Friday, October 28, 2005
Everyone I Went To High School With Is Dead - Mr. Bungle
An Open Letter to Status Ain't Hood:
This kind of conversation always starts with a confession of sin. First, please excuse my tardy reply to the post in question; I was caught in traffic in Hanoi at the time. Second, I'll admit to having taken a cheap shot or two at you in the past, and yes, your blog does not so much inform as remind me of all the bullshit in the American underground that I'm glad to have escaped. I do not mean to reduce your writing to aversion therapy. That's just how it serves me.
And I'll confess that I think southern hip-hop is some of the dumbest, irredeemably retarded music on the planet. (Don't think it's a genre thing, it's a Lowest Common Denominator thing: I think hardcore punk is analogously atavistic.) I also will say that, in late August, a friend and I guessed that you would be the Pitchfork writer who would review Cage's Hell's Winter, and that you would give it exactly an 8.3 out of a confused combination of indie-hop snobbery, collegiate overanalysis, and half-hearted wagon-hitching.
But I give credit when it`s due, my friend, and you will forever hold a place in my heart as Really Tall Guy who used to frequent the record store where I worked in Charles Village. And so, given that you seem to be the ONLY other music geek on the planet who openly criticizes Animal Collective, I salute you!
My heart swelled with joy as I read your dissection of their amoebic mass of echoing, mealy-mouthed, flaccid folk-rock. Finally, a kindred spirit unbowed by an excessive amount of reverb and delay! Someone else who says, "So what?", to facile chord changes and druggy Mother Goose imagery! Right on, fuck that! I understand that the hippie-cum-hipster schtick is a pastoral take on K Records' reactionary anti-machismo. But honestly, escapism has never sat well with me because it's willfully ignorant and solipsistic. I've always preferred bands who wanted to be my life than my fantasy.
At one point, you note that the Animal Collective guys didn't participate in Baltimore's ever-churning underground. "It was more about the back porch," claims Dave Portner. Okay, full disclosure: I went to high school with three of these four guys. It was a wealthy private school in a white suburb, hermetically protected from the more muddled culture of Baltimore City by a hundred acre wood. I was one of the school's charity cases and graduated with an unrepentent loathing for the rich. If Misters Portner, Weitz, Dibb, and Lennox relish the rural life, it's because they want to return to the womb of student life in a tree-sheltered prep school; it's because they can't confront the incoming crowds and chaos of daily life among other people. (They admit as much in their recent City Paper interview.) In high school, time spent away from the city was not out of preference for something as quaint and quietly reflective as "the back porch". It was because most of these spoiled brats were honestly afraid to enter a city inhabited by blacks and the working class.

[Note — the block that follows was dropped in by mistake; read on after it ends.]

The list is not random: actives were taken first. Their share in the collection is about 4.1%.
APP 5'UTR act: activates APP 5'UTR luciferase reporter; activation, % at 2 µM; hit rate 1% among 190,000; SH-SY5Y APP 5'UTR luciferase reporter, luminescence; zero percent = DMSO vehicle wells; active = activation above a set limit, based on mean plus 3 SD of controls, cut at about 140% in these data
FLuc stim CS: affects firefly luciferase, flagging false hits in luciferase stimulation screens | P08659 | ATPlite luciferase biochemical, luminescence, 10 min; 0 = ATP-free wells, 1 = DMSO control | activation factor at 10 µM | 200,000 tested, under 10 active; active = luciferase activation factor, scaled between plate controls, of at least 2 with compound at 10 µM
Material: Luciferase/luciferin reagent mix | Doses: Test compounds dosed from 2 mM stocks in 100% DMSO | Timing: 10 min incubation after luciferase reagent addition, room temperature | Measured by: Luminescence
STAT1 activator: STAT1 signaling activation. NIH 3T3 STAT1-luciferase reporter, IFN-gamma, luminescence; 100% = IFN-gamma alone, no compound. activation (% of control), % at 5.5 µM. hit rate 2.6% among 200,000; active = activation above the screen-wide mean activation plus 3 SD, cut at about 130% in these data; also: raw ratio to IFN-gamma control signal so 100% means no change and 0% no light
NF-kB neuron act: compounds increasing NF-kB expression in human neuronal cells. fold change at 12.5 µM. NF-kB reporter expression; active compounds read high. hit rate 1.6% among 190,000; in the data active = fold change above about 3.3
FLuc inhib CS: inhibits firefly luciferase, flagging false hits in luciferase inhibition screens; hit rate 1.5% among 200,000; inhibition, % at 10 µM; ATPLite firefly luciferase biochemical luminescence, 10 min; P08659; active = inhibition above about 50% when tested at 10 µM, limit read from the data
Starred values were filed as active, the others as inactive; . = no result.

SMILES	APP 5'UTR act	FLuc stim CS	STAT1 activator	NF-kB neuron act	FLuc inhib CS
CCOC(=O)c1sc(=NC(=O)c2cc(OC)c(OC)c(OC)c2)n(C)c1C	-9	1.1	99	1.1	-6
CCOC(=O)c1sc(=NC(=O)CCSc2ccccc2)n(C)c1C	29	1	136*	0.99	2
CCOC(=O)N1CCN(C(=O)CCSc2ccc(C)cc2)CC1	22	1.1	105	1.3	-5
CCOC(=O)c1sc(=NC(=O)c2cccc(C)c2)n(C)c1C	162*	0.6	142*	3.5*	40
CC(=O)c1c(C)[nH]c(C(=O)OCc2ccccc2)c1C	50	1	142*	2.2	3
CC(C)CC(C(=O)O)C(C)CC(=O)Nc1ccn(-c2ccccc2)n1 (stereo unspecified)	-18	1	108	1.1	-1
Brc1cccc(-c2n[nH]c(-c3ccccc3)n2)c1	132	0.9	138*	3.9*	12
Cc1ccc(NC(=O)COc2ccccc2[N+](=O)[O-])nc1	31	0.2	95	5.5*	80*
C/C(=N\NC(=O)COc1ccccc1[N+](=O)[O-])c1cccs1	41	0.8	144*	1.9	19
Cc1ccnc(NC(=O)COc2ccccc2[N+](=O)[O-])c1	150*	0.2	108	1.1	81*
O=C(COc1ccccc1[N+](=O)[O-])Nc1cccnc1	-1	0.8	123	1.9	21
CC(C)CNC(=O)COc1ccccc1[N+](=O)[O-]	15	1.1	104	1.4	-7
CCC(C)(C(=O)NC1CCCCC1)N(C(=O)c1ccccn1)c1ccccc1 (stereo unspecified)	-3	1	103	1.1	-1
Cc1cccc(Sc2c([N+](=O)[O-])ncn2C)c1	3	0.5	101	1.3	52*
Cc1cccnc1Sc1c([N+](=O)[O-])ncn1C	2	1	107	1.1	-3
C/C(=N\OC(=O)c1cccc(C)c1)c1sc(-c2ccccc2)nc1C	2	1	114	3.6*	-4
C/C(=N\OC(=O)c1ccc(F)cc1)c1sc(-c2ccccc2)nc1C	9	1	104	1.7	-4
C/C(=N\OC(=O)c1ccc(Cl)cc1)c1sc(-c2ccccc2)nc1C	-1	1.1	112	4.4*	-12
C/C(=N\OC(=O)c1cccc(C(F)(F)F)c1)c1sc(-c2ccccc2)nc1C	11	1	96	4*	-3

Lest I be slapped with a libel suit, I am not asserting that the men of Le Collective Animale are scared of black people. But they did grow up in an environment that was stiflingly insular and naval-gazing. (One of "progressive" education's worse points is that it fosters the false notion that We Are All Special.) And so, dear Tom, there is a damn good reason you feel estranged from this music: it was born estranged from you and everyone else.
at 1:24 PM